Nottingham Post Managing Director Steve Hollingsworth said the paper was pleased to be at the heart of a new local TV initiative.
The Post has unrivalled coverage of news, sport and entertainment in Nottinghamshire and we're excited to be able to use our expertise as part of Notts TV, he says.
It's another platform for us to reflect everything that's happening in and around the city and the county.
The channel, one of up to 30 to launch next year around the UK, will have a deal in place with the BBC, which will be supporting the station for the first year in exchange for news content.
The government negotiated with the BBC to use Pounds 40m of the licence fee to support local television services. For Notts TV, that amounts to Pounds 150,000 for the first year but the long-term aim is to generate income from advertising, sponsorship and possibly teleshopping.
Says Nigel: It's impossible for a lot of businesses to advertise on television because it's so expensive. Notts TV will give them an affordable opportunity to do that.
Says Craig: Confetti's role will be the non-news side; culture, music, light entertainment and drama. Nottingham Post, Local Digital News and Nottingham Trent University, with their centre for broadcasting and journalism, are all really well placed to run the news side of things, and other spin-offs like sport.
We've been working with DHP's George Akins [DHP run and promote music and venues in the city] and BBC Radio Nottingham's Dean Jackson about how we can have a Nottingham music show. It would be remiss not to have something like that at the heart of the channel.
He adds: There is often the perception that local means low quality but those two things don't have to go hand in hand. If it's rubbish then people won't watch it and if people don't watch it then businesses won't advertise. Our aim is to produce shows of such a high quality that they can be shown on national television.
Prince Harry's visit to Confetti was to launch the Notts TV Institute - where local creative talent will be trained to work on the channel - and it helped boost the profile of Notts TV around the world.
He was a really good sport and within a few hours that clip of him reading the news was all over the internet. It was shown on TV in America, Australia... it's amazing how quickly these things can evolve. Everyone was so enthused by his attendance and support for what we are doing.
. ? To find out more about Notts TV and how you can get involved, go to nottstv.com
The TV revolution British television has undergone remarkable changes in its 77-year history but none more so than in recent years. By the end of the Eighties, there were just four channels - now there are more than 600.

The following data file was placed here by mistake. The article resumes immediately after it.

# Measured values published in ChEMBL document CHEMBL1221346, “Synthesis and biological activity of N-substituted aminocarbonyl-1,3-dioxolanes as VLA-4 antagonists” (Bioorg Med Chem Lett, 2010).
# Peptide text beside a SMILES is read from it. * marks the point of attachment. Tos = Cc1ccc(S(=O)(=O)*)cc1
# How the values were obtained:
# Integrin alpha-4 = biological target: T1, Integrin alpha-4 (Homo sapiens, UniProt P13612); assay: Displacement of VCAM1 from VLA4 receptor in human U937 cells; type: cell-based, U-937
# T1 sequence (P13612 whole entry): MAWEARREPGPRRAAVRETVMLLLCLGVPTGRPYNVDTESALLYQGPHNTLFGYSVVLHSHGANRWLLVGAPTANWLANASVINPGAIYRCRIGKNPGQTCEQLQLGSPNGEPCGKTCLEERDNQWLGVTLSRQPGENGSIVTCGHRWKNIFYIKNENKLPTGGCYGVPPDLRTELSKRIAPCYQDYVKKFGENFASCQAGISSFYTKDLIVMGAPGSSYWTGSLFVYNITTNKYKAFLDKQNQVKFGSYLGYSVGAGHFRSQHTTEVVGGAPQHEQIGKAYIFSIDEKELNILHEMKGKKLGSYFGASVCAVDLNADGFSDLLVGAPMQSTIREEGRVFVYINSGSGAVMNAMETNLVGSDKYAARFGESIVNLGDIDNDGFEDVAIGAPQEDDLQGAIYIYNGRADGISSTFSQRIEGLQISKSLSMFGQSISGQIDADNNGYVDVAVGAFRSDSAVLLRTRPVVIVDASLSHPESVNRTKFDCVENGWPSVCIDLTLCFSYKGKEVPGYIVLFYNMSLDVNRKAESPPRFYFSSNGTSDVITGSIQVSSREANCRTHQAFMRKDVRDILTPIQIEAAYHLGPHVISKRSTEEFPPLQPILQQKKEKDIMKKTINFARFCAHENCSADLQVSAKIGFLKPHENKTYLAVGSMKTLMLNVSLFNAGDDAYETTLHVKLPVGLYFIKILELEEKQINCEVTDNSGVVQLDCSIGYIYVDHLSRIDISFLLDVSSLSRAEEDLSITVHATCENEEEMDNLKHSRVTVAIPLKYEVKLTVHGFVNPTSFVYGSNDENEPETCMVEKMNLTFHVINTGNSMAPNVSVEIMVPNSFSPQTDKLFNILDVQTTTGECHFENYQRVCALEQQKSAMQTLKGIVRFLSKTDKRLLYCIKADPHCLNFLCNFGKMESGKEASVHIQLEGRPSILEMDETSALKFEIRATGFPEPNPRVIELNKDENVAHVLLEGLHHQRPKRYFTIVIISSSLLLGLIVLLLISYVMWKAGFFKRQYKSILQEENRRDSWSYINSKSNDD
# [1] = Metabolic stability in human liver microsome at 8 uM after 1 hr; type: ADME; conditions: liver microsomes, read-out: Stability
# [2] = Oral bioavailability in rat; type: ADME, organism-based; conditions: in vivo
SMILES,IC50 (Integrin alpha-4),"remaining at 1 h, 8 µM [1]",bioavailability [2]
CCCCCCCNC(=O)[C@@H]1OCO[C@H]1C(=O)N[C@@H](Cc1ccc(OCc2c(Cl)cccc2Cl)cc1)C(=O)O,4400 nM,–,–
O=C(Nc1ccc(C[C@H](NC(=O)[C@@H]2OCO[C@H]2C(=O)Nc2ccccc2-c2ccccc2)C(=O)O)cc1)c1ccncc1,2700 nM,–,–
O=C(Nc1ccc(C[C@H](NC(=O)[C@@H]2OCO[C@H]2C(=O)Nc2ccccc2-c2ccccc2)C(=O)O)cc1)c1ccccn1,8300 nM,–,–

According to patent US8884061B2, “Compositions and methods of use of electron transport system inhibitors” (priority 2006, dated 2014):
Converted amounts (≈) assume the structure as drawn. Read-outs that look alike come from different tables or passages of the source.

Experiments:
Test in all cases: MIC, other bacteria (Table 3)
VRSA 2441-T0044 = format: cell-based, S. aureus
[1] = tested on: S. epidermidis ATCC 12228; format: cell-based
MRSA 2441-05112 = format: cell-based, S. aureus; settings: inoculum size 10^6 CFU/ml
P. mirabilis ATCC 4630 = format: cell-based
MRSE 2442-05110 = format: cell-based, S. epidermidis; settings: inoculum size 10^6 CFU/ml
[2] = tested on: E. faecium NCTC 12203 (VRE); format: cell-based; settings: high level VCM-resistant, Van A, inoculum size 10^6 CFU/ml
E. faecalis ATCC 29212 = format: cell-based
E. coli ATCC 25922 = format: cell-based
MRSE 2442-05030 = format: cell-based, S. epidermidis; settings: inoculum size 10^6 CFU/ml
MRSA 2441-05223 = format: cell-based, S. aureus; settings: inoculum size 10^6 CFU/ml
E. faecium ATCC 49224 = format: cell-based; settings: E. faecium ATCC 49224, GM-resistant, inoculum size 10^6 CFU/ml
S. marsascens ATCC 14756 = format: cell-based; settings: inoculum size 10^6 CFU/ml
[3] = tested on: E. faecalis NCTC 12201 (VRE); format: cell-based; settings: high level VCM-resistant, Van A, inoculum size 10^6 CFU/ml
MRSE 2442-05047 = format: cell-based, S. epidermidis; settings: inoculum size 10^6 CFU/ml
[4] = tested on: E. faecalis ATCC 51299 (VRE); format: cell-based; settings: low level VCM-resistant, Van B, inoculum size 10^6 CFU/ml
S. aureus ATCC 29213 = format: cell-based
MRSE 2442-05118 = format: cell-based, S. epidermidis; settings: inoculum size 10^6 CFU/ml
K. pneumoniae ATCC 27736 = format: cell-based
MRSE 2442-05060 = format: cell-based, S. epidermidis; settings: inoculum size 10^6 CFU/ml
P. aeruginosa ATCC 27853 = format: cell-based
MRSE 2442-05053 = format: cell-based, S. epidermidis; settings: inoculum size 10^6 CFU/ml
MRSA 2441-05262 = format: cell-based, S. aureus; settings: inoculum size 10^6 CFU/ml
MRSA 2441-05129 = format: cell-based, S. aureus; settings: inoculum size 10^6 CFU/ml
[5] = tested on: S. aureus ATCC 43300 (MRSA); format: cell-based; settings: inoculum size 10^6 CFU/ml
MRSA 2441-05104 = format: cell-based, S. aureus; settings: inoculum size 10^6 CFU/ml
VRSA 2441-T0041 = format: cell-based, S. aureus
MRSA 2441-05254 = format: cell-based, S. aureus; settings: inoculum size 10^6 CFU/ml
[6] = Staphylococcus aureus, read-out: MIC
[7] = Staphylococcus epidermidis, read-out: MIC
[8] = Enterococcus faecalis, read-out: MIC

1936 - The BBC makes its first broadcast 1955 - ITV is Britain's first commercial TV station 1964 - BBC Two launches 1969 - Regular colour television broadcasting begins on BBC One and ITV 1982 - Channel 4 launches 1983 - BBC and ITV broadcast breakfast television services and ITV launch Central News for the East Midlands 1986 - BBC One begins a full daytime schedule service for the first time 1989 - Sky TV is launched as the government introduces a Broadcasting Bill that will pave the way for the deregulation of commercial television 1991 - East Midlands Today delivers regional news content for the first time 1995 - Several new satellite TV channels broadcast for the first 1997 - Channel 5 is launched 1998 - digital satellite television, spearheaded by Sky, is launched 2007 - online viewing becomes the norm as BBC iPlayer begins 2008 - ITV launches the first full service in HD 2011 - Culture Secretary Jeremy Hunt announces plans for more than 60 towns and cities to host the UK''s first local television services, saying: I want people to be able to watch television that''s truly relevant to them, about what''s happening where they live and featuring the people they know. 2012 - Ofcom, the communications industry regulator, invites applications to run local TV services in 21 areas. In total, 57 applications were received to run the services. Notts TV is one of the first cities to be awarded a licence, valid for 12 years. 2013 - Last week Ofcom invited applications for seven new local TV licences 2014 - Notts TV is due to launch in April.
Notts TV will only be available to view on Freeview Channel 8. Freeview is a way of receiving digital TV without using a cable or satellite dish and without the need for a monthly contract. The small box is plugged in to an existing TV aerial to receive around 40 free TV channels. Some new televisions already have the Freeview receiver built in.
Initially, Notts TV will not be available through Sky, Virgin or TalkTalk when it launches next year.